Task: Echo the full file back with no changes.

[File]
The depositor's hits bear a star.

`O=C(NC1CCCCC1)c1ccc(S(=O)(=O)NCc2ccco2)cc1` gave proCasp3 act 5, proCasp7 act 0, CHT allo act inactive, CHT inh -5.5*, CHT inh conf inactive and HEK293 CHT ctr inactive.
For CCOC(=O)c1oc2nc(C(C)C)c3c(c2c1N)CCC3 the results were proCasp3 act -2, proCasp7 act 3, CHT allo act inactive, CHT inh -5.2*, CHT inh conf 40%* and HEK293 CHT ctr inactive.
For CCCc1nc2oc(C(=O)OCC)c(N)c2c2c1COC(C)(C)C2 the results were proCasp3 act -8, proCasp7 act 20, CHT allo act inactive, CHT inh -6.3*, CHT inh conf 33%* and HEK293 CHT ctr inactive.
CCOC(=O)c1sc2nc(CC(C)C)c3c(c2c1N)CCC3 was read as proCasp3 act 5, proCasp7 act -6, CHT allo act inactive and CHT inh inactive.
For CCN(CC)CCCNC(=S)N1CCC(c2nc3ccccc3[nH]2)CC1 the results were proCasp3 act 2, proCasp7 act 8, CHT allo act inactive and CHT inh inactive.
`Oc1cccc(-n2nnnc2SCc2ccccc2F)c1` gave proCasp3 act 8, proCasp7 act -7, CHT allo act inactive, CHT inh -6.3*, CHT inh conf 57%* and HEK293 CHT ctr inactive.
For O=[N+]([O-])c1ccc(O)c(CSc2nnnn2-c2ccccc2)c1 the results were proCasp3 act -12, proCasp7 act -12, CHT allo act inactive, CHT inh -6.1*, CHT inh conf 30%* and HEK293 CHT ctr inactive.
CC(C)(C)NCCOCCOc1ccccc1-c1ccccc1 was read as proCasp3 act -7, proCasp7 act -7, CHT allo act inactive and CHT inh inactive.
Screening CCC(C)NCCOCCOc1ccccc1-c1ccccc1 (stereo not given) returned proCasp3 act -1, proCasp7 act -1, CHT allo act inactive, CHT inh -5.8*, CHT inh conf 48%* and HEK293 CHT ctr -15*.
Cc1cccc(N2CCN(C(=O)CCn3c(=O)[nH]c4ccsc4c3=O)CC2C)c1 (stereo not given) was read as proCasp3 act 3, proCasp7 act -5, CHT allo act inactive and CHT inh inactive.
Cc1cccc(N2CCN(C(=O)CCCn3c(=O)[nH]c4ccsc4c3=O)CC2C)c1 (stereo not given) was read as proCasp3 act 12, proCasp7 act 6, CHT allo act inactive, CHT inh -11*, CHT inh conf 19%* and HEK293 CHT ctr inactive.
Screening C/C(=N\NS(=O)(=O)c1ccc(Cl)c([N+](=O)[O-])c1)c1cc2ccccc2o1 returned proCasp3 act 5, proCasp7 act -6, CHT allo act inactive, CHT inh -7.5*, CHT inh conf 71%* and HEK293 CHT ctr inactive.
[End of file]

The depositor's hits bear a star.

`O=C(NC1CCCCC1)c1ccc(S(=O)(=O)NCc2ccco2)cc1` gave proCasp3 act 5, proCasp7 act 0, CHT allo act inactive, CHT inh -5.5*, CHT inh conf inactive and HEK293 CHT ctr inactive.
For CCOC(=O)c1oc2nc(C(C)C)c3c(c2c1N)CCC3 the results were proCasp3 act -2, proCasp7 act 3, CHT allo act inactive, CHT inh -5.2*, CHT inh conf 40%* and HEK293 CHT ctr inactive.
For CCCc1nc2oc(C(=O)OCC)c(N)c2c2c1COC(C)(C)C2 the results were proCasp3 act -8, proCasp7 act 20, CHT allo act inactive, CHT inh -6.3*, CHT inh conf 33%* and HEK293 CHT ctr inactive.
CCOC(=O)c1sc2nc(CC(C)C)c3c(c2c1N)CCC3 was read as proCasp3 act 5, proCasp7 act -6, CHT allo act inactive and CHT inh inactive.
For CCN(CC)CCCNC(=S)N1CCC(c2nc3ccccc3[nH]2)CC1 the results were proCasp3 act 2, proCasp7 act 8, CHT allo act inactive and CHT inh inactive.
`Oc1cccc(-n2nnnc2SCc2ccccc2F)c1` gave proCasp3 act 8, proCasp7 act -7, CHT allo act inactive, CHT inh -6.3*, CHT inh conf 57%* and HEK293 CHT ctr inactive.
For O=[N+]([O-])c1ccc(O)c(CSc2nnnn2-c2ccccc2)c1 the results were proCasp3 act -12, proCasp7 act -12, CHT allo act inactive, CHT inh -6.1*, CHT inh conf 30%* and HEK293 CHT ctr inactive.
CC(C)(C)NCCOCCOc1ccccc1-c1ccccc1 was read as proCasp3 act -7, proCasp7 act -7, CHT allo act inactive and CHT inh inactive.
Screening CCC(C)NCCOCCOc1ccccc1-c1ccccc1 (stereo not given) returned proCasp3 act -1, proCasp7 act -1, CHT allo act inactive, CHT inh -5.8*, CHT inh conf 48%* and HEK293 CHT ctr -15*.
Cc1cccc(N2CCN(C(=O)CCn3c(=O)[nH]c4ccsc4c3=O)CC2C)c1 (stereo not given) was read as proCasp3 act 3, proCasp7 act -5, CHT allo act inactive and CHT inh inactive.
Cc1cccc(N2CCN(C(=O)CCCn3c(=O)[nH]c4ccsc4c3=O)CC2C)c1 (stereo not given) was read as proCasp3 act 12, proCasp7 act 6, CHT allo act inactive, CHT inh -11*, CHT inh conf 19%* and HEK293 CHT ctr inactive.
Screening C/C(=N\NS(=O)(=O)c1ccc(Cl)c([N+](=O)[O-])c1)c1cc2ccccc2o1 returned proCasp3 act 5, proCasp7 act -6, CHT allo act inactive, CHT inh -7.5*, CHT inh conf 71%* and HEK293 CHT ctr inactive.